Psychopaths are often likened to snakes and called “reptilian.” Here’s why.
What images are conjured by the word “reptile?” A snake devouring its prey after either strangling or poisoning it? A crocodile submerged just below the water’s surface so only its eyes are visible, ready to strike? Or perhaps an unblinking lizard soaking in the heat of the sun? Psychopaths are often said to be akin to reptiles, but how so and why?
The Psychopath and the Reptilian CerebrotypeProminent psychopathy researcher, Dr. J. Reid Meloy, in his seminal work, The Psychopathic Mind: Origins, Dynamics, and Treatment, presented his hypothesis establishing the reptilian cerebrotype (brain structure) as an anatomical underpinning for the psychopath’s personality disorder. After noting that the human brain’s limbic structures are key to affection and emotions, Meloy points out that they are absent in reptiles, and then states, “[Psychopaths] share with the reptilian cerebrotype an inability to socialize in a consciously affectionate and genuinely expressive manner.”1The reptilian brain has the capacity to hunt, defend its territory, feed, mate, compete and display aggression and dominance.2 These also happen to be traits that characterize most psychopaths.
According to Dr. Jacqueline Helfgott, “Clinical observations support the idea that psychopaths engage in acts of visual predation or a ‘reptilian stare.’”3 Growing up in a home with a psychopathic mother and sister, I experienced this all too often. It was an icy, cold, distant, unfeeling, yet penetrating look. Media depictions of psychopaths often focus on the eyes, stressing they are emotionless or hollow. Even the popular primer on psychopathy, Robert Hare’s Without Conscience, features on its cover a pair of eyes, deep-set and without pupils, staring at the reader.4 Some say a psychopath’s eyes are cold and foreboding, the eyes of a predator, while others say they have a hypnotic stare or a look of emptiness akin to the eyes of a reptile.Many reptiles, including most iguanas, are physiologically unable to blink which gives them the characteristic stare.5 On a recent trip to Costa Rica, I captured an example of that stare on camera which is the photo displayed in this blog. The psychopath’s stare, however, has no physiological explanation. It can be used as a tool for control or to signal dominance.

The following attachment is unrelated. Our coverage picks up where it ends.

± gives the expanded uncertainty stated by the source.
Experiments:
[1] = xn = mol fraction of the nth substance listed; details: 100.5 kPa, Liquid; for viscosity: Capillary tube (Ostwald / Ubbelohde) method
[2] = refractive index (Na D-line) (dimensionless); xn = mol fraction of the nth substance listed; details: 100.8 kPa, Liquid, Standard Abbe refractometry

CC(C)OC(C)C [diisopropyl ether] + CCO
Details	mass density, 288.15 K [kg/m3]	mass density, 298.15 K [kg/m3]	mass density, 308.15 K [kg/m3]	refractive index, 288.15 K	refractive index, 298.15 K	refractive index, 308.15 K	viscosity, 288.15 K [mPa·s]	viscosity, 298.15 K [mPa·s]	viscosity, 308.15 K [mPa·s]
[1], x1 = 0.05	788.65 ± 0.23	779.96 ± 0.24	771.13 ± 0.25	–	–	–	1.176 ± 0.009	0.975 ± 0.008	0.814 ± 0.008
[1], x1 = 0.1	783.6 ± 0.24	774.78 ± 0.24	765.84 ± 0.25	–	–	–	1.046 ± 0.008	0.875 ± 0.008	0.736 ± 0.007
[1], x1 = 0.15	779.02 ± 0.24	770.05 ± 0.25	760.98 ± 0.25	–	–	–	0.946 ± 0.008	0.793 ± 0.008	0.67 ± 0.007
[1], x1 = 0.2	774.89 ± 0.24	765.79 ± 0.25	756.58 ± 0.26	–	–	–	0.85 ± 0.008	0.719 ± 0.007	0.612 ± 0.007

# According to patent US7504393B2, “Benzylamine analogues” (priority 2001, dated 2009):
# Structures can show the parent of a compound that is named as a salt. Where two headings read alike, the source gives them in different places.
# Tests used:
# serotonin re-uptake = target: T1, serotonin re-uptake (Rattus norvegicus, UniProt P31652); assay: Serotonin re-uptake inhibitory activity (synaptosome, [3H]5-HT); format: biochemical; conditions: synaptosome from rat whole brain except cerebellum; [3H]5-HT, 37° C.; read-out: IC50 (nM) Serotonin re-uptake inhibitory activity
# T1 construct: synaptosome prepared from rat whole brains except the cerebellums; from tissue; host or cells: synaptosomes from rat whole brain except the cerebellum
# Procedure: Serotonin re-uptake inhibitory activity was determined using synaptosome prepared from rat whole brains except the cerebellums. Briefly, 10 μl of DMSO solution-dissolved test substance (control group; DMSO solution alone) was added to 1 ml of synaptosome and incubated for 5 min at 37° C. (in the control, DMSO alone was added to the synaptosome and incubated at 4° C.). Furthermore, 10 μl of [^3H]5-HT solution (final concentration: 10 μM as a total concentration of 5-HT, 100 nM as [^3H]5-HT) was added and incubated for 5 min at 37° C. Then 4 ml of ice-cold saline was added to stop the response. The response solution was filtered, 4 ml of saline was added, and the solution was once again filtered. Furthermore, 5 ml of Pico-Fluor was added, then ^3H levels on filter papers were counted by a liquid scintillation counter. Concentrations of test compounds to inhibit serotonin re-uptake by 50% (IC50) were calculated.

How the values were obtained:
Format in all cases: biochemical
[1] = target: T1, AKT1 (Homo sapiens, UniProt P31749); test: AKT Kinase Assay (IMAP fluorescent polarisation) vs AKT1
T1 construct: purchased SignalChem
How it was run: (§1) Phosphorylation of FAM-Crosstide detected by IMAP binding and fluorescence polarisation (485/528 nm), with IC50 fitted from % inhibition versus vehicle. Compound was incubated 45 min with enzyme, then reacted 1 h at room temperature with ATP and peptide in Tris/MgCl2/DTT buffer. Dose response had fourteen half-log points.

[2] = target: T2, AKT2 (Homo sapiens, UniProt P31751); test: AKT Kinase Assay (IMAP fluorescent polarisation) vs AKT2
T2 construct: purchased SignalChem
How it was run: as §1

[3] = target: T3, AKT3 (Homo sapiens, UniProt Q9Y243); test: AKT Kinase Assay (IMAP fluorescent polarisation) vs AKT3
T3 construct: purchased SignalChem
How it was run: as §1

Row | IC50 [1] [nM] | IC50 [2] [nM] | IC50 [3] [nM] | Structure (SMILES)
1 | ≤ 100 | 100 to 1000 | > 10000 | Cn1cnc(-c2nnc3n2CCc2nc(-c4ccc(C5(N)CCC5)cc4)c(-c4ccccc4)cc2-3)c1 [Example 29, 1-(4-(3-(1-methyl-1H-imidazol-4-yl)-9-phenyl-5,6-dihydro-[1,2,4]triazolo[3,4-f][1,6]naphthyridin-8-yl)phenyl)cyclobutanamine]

The Reptilian Stare